2. You create an in-group and an out-group. In psychological terms, you are creating an “us” vs. “them” distinction which almost inevitably leads to conflict.
  3. With these foundations, our thinking is constrained about how the process of value creation should work. The distinctions that we hold in our heads are what we use in order to create the boundaries of our processes. We find these boundaries between Dev and QA, sales and product, managers and teams, and yes, even Scrum Masters and coaches. They’re everywhere.

Obviously, roles can have profound impacts on how people think about their relationship with the people they work together with. So what can we do about it?

As I asked further questions, it became apparent to me where I might go. Talking to the team would be a complete waste of time. They didn’t define the roles. They were hired for the roles that their managers defined. So step one is talking to the managers.

Of course managers are people too. They are only trying to fit in the hierarchy and culture of the company. Eliminating roles would be a very threatening thing to a manager whose whole career has been based on making and supporting such roles. So we can’t expect a whole lot of help from there either.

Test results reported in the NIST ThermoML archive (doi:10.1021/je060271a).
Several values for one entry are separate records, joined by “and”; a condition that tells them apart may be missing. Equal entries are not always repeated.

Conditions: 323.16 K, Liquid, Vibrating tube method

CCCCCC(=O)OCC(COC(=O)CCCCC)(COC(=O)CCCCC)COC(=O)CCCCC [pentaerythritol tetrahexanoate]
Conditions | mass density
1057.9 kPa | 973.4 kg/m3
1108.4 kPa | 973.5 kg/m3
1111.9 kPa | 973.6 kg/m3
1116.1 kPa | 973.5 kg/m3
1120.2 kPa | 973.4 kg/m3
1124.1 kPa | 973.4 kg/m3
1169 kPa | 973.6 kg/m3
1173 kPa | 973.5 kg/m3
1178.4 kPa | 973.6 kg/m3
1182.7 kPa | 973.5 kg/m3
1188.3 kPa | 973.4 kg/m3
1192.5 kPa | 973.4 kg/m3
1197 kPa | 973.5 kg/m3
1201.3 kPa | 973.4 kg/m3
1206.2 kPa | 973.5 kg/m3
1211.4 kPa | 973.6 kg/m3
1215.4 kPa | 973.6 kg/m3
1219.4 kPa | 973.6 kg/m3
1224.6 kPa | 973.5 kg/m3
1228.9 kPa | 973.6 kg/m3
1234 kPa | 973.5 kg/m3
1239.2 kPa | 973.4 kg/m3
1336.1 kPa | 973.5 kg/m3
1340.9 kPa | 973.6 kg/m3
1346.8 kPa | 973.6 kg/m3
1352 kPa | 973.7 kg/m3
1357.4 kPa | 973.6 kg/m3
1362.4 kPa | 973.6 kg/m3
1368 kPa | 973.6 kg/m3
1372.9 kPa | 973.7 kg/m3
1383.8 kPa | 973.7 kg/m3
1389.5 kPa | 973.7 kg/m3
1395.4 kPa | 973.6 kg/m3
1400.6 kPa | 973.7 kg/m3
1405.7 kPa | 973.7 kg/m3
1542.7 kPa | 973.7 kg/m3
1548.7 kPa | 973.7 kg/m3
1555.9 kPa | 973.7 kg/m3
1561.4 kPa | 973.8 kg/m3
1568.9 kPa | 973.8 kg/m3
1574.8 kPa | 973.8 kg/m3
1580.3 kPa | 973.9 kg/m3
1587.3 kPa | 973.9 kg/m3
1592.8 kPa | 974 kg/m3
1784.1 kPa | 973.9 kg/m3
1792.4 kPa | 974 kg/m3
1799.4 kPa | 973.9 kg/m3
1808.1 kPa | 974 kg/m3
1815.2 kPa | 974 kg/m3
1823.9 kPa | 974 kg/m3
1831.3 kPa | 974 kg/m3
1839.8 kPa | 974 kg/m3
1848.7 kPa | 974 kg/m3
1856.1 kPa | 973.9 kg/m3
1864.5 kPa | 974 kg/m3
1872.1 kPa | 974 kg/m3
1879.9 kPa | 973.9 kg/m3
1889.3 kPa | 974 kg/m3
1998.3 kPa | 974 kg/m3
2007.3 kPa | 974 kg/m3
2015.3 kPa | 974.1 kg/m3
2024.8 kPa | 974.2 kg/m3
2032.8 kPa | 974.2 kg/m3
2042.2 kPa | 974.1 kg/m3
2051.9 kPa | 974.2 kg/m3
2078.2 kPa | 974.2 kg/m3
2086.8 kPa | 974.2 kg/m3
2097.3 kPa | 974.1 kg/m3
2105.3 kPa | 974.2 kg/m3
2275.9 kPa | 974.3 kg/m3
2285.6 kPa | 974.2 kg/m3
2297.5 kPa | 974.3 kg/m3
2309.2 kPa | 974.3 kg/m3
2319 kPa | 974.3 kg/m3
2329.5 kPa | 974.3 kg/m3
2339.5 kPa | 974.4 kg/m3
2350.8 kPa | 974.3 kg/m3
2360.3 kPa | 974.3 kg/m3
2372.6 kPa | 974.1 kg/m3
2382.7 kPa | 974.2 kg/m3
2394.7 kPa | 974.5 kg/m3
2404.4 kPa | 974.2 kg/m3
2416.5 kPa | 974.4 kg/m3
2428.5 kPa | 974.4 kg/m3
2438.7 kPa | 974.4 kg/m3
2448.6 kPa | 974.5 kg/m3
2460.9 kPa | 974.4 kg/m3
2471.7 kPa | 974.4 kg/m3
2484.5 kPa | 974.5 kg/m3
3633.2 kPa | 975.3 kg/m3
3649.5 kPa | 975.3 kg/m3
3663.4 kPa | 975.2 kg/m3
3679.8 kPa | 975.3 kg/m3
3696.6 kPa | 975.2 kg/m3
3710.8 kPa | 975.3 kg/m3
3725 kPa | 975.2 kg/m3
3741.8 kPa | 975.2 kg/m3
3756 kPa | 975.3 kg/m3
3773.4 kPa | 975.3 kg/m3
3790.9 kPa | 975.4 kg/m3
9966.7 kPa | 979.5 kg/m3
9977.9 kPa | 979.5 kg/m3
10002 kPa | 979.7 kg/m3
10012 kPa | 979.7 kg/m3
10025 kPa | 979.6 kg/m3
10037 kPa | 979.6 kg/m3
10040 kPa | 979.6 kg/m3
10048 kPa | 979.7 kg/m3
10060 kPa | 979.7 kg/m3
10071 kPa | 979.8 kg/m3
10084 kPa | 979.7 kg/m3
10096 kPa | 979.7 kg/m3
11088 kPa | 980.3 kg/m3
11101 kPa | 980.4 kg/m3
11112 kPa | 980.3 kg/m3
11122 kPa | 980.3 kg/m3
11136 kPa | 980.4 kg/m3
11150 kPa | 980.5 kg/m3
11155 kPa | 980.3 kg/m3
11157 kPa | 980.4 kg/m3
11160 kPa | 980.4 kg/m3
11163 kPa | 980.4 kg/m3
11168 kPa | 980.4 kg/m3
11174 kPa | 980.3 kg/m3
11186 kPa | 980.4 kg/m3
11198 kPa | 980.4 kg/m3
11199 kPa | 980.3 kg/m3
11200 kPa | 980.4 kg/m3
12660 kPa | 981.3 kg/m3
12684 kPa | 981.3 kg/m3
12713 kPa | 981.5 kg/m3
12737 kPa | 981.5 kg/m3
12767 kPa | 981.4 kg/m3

Of course you could just show them…

There are some talented developers I know, coaches really, who are very good at working side by side with teams and demonstrating by example how to blur the distinctions between roles. You can even do it yourself with other managers. Build those relationships. Help them out. Show them how it feels to have someone else help out that doesn’t have the same role as they do.

In the end, I think it comes down to people being able to experience what not having hard defined roles is like. You can’t talk them into it. You just need to roll up your sleeves and demonstrate with them.

“I’m not playing a role. I’m being myself, whatever the hell that is.” – Bea Arthur

References
Scrum Masters Considered Harmful, Paul Hodgetts
Us and Them: The Science of Identity, David Berreby


The Ultimate Project

December 24, 2014

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Delivering toys to 7.125 billion people in one night.

Dang.

Now that’s a project. It kind of puts my own project management hassles in a different perspective. I guess I’m going to have to stop whining about my project headaches. I mean, 7.125 billion? How many servers is that? Well, if we’re talking about the same Santa, I guess the answer is 1. Now that’s multitasking!